Archive - News Article
October 21st, 2011
PUNXSUTAWNEY â As it approaches its 50th year of its presence in southern Jefferson County, Indiana University of Pennsylvaniaâs campus in Punxsutawney is broadening its approach to a special group of students: Those in the Punxsutawney Area School District and surrounding districts.
OLIVEBURG â The old-time hoedown style music is not completely absent from todayâs youth, as evidenced by Ryan Sutter, 18, who is already an accomplished fiddle player.
A resident of Oliveburg, Ryan has been playing the fiddle for the past four years and has already shown vast improvement, such as taking third place in the teen division during Clarionâs annual Autumn Leaf Festival.
BROOKVILLE â With the school year well underway, school and county officials are stressing the importance of going to school, and going to school on time.
But compared to last year, officials have more reason to be hopeful that truancy will not be as much of an issue.
In September, an addition to the countyâs truancy protocol was finalized, which will, according to Children & Youth Services Director Brian Mowrey, attempt to address the problem of truancy before it spirals out of control.
REYNOLDSVILLE â Jefferson County Republican Committee President Troy Harper told party supporters Thursday that just as around the country, there is a movement growing close to home: Itâs called Occupy Jefferson County.
But, he noted, itâs not like the other âoccupiedâ cities such as New York and Pittsburgh.
BROOKVILLE â The Philadelphia Italian General Consulate testified in a special hearing Thursday at the Jefferson County Courthouse in the post-conviction appeal for Robert G. Rega of Punxsutawney, saying he possibly could have received additional legal assistance as an Italian National during his state appeal from February 2003 through Jan. 15, 2008.
PUNXSUTAWNEY â State and local police departments have joined forces with PennDOT District 10 and the Punxsutawney Area School District for National School Bus Safety Week and Operation Safe Stop.
The purpose is to raise public awareness about the consequences of improperly passing school buses and to reduce occurrences, said Shawn Houck PennDOT District 10 press safety officer.
Houck said school bus drivers in participating school districts will record the information of any motorists who pass their buses illegally.
BROOKVILLE â A preliminary hearing for a Pittsburgh man that was continued Oct. 13 by District Judge Douglas Chambers will now be able to proceed following the appointment of the public defender by Jefferson County Common Pleas Judge John H. Foradora at Wednesdayâs Plea & Sentence Court.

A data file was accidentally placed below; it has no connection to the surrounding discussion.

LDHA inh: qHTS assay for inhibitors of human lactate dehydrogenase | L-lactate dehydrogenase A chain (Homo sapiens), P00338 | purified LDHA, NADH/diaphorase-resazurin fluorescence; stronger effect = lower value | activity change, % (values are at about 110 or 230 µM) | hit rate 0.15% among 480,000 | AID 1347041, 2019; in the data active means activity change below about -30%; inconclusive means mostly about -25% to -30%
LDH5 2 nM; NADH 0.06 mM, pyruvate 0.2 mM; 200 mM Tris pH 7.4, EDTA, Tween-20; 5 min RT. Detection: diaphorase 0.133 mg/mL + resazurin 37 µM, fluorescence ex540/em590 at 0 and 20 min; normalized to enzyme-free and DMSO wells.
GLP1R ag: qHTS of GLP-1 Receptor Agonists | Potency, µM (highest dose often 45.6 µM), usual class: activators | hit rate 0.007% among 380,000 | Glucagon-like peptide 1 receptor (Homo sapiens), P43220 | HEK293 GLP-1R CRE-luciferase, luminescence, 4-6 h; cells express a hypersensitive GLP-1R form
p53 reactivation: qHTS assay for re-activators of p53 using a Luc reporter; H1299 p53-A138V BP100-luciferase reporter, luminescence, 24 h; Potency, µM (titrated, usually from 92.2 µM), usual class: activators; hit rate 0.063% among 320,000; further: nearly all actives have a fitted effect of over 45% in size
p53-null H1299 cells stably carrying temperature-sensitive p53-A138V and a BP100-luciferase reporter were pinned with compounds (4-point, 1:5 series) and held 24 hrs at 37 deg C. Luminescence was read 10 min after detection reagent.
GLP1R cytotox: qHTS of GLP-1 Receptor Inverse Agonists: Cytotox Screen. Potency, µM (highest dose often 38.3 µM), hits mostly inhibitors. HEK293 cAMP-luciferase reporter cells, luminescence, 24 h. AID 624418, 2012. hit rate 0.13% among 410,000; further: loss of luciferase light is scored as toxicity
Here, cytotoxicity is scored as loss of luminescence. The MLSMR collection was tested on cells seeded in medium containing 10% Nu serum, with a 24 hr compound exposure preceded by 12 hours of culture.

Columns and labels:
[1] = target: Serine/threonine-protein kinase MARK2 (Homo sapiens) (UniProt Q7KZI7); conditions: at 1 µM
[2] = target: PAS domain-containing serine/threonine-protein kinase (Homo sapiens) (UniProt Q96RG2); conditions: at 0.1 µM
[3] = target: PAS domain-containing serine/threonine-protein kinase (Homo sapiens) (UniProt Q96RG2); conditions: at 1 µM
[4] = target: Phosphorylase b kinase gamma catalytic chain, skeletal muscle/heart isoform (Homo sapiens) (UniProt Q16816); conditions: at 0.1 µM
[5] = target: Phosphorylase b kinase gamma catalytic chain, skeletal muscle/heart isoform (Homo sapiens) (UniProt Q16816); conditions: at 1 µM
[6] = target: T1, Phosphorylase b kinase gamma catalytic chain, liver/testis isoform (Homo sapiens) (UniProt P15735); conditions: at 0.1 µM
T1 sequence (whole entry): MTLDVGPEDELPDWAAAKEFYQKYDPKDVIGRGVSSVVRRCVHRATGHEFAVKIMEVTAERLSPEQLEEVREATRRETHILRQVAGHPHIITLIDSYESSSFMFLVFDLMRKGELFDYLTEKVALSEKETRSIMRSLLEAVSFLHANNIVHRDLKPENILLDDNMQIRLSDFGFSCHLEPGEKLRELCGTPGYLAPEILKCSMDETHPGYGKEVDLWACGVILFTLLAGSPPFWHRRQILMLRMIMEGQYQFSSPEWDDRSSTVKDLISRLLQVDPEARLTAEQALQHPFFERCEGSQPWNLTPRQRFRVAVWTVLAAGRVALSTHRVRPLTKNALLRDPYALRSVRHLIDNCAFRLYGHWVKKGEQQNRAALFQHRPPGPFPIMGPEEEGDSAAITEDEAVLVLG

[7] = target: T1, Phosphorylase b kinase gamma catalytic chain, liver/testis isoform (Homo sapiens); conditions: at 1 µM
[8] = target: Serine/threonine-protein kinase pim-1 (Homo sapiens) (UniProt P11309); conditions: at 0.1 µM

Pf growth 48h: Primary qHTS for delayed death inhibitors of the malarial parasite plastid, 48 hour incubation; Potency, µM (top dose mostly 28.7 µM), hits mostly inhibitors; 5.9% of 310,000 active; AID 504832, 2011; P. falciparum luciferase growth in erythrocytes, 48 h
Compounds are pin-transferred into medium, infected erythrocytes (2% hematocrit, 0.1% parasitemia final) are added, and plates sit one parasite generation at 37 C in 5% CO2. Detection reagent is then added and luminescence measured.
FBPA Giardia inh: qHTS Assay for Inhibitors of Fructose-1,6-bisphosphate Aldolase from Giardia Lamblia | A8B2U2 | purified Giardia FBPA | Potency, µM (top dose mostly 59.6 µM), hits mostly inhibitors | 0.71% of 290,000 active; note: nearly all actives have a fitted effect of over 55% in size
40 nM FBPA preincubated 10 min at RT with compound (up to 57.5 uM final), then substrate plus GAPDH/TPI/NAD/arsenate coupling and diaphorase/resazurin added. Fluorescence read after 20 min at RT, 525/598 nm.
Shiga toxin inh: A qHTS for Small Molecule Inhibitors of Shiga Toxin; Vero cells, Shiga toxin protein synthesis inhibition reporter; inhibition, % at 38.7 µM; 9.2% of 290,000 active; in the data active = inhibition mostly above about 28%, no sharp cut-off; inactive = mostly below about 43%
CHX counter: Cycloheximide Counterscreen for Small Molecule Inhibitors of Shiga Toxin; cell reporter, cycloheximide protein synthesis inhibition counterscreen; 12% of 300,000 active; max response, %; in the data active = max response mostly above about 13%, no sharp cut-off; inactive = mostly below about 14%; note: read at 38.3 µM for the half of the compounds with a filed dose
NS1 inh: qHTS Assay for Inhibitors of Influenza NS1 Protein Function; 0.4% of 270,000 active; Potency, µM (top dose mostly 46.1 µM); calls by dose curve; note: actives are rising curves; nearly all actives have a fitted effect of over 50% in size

Christopher L. Thornhill, 24, faces two counts each of attempted criminal homicide; aggravated assault; recklessly endangering another person; and weapons violations stemming from the Sept. 22 shooting incident near a residence along Cranberry Alley.
PUNXSUTAWNEY â A recent rash of burglaries continued in Punxsutawney when sometime late-night Monday or during the early morning hours Tuesday, someone entered and caused damage inside Punxy Philâs Family Restaurant, 116 Indiana St.
According to police, unknown actor(s) forcibly entered the restaurant, and once inside, attempted to remove items and caused damage to property.
Punxsutawney Borough Police Chief Tom Fedigan said local residents have several options in attempting to prevent a burglary from happening at their home or business.
BROOKVILLE â A new building, a new start. And a time to dream big.
Jefferson Countyâs own child advocacy center (CAC), Western PA CARES for Kids, has a good reason to celebrate.
Sunday, the center opened the doors to its new facility and welcomed about 100 people to take part in the ceremony.
âItâs a dream come true,â Jefferson County District Attorney and Western PA CARES for Kids Board President Jeff Burkett said. âWeâve been dreaming about this basically since 2004. The new facility really gives us the ability to dream big.â
BIG RUN â Big Run Council received word at Monday's meeting that the chances of hiring a part-time police officer for the borough are pretty slim.
Big Run Mayor Joe Buterbaugh said that he spoke with Sykesville borough officials, and that the only thing they could help Big Run with is selling the borough a used police cruiser.
Buterbaugh said it's quite expensive to hire an officer.
"We'd be only foolish to think we can afford one," Buterbaugh said, adding that to begin with, the borough would have to pay for the officer to go through approximately 800 hours of training.